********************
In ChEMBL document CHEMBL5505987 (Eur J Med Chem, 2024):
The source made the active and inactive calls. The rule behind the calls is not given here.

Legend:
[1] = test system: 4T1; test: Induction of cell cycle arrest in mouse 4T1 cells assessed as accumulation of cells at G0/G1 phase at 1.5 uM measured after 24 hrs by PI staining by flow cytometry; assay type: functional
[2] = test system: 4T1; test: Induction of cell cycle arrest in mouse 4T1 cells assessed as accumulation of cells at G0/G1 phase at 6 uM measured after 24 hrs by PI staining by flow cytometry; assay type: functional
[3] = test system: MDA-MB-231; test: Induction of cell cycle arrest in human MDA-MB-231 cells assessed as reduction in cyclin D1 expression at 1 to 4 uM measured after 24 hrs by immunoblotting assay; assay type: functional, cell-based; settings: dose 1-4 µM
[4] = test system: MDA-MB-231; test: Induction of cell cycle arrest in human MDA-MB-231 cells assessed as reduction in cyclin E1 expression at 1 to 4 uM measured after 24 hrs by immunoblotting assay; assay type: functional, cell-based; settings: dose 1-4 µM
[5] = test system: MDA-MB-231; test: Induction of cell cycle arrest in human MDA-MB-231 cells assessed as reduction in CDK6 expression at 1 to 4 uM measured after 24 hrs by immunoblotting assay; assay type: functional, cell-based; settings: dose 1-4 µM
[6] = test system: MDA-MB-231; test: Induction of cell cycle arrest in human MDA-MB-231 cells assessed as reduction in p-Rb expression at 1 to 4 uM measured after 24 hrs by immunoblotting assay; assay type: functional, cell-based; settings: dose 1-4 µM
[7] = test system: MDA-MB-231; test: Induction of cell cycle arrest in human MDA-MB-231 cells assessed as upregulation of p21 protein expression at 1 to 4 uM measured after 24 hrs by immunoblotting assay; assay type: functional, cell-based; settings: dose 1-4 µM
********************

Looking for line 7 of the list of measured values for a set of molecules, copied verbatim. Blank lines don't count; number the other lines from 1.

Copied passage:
[4] = test system: MDA-MB-231; test: Induction of cell cycle arrest in human MDA-MB-231 cells assessed as reduction in cyclin E1 expression at 1 to 4 uM measured after 24 hrs by immunoblotting assay; assay type: functional, cell-based; settings: dose 1-4 µM